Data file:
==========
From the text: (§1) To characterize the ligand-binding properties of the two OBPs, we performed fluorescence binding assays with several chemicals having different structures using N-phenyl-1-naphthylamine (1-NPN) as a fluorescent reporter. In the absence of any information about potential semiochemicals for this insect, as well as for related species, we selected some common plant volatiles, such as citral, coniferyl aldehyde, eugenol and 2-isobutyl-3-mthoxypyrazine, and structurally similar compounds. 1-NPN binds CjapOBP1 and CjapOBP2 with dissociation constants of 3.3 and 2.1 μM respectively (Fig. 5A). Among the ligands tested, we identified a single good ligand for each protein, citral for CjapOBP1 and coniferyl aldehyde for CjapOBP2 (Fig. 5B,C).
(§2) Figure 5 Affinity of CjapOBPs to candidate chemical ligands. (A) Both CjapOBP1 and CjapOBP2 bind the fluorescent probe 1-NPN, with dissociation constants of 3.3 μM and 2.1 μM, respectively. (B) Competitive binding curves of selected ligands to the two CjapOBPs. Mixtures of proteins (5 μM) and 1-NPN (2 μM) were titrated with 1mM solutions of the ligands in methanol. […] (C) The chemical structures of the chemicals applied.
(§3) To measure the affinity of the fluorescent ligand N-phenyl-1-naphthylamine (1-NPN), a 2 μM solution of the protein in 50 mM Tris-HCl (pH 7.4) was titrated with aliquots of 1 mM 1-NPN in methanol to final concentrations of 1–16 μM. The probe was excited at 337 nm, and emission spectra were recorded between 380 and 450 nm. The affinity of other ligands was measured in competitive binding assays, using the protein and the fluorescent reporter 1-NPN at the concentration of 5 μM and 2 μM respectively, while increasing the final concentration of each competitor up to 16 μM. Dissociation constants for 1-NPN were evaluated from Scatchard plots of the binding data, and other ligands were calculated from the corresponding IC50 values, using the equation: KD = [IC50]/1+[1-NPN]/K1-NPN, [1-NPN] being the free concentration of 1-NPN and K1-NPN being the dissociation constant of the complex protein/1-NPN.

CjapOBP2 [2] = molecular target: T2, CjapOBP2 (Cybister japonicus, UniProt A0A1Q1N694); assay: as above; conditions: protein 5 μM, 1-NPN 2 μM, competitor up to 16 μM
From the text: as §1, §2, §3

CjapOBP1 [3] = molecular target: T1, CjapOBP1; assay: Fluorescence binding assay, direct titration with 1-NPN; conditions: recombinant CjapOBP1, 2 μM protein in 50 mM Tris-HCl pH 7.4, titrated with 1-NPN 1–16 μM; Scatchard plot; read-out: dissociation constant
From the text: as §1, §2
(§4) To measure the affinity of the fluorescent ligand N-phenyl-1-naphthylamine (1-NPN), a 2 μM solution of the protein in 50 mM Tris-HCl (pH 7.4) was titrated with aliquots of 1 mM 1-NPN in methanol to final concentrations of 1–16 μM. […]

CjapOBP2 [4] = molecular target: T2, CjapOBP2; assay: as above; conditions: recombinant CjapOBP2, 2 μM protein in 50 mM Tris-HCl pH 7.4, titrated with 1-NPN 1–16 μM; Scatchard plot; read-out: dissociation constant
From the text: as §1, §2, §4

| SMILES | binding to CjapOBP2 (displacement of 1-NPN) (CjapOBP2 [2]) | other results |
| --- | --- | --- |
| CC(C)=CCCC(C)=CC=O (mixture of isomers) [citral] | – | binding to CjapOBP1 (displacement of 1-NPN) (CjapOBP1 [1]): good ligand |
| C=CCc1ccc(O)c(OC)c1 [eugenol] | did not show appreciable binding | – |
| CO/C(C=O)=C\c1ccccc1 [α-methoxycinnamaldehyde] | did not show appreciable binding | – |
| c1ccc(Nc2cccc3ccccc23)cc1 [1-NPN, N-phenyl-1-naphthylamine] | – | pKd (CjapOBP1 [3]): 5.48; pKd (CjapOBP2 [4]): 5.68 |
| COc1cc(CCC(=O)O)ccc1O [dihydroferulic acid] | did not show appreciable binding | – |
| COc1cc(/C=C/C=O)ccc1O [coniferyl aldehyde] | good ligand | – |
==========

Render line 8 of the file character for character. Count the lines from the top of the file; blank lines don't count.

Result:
(§4) To measure the affinity of the fluorescent ligand N-phenyl-1-naphthylamine (1-NPN), a 2 μM solution of the protein in 50 mM Tris-HCl (pH 7.4) was titrated with aliquots of 1 mM 1-NPN in methanol to final concentrations of 1–16 μM. […]